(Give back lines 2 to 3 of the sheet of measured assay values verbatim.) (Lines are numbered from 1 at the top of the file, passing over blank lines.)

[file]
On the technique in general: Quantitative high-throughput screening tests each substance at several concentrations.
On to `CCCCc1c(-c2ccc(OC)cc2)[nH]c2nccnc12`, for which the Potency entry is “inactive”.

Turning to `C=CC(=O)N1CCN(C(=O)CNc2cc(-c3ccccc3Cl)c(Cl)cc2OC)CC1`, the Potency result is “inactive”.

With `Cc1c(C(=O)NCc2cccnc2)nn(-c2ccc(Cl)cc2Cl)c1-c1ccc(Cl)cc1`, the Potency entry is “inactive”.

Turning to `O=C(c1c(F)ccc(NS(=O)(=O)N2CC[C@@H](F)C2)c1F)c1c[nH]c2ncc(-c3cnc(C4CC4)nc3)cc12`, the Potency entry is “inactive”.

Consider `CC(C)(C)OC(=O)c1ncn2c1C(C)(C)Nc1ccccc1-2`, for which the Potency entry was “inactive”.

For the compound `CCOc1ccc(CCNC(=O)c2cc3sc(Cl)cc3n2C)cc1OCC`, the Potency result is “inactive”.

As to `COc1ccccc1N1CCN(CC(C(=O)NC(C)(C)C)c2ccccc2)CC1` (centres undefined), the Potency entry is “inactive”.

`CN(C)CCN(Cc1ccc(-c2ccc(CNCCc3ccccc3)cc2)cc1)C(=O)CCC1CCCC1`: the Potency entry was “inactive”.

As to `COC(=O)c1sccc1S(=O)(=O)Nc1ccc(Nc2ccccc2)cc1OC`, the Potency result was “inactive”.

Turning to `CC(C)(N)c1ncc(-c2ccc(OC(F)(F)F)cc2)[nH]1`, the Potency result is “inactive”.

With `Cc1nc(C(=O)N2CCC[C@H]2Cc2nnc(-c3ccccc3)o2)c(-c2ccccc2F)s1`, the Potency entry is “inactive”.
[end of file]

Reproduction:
On to `CCCCc1c(-c2ccc(OC)cc2)[nH]c2nccnc12`, for which the Potency entry is “inactive”.

Turning to `C=CC(=O)N1CCN(C(=O)CNc2cc(-c3ccccc3Cl)c(Cl)cc2OC)CC1`, the Potency result is “inactive”.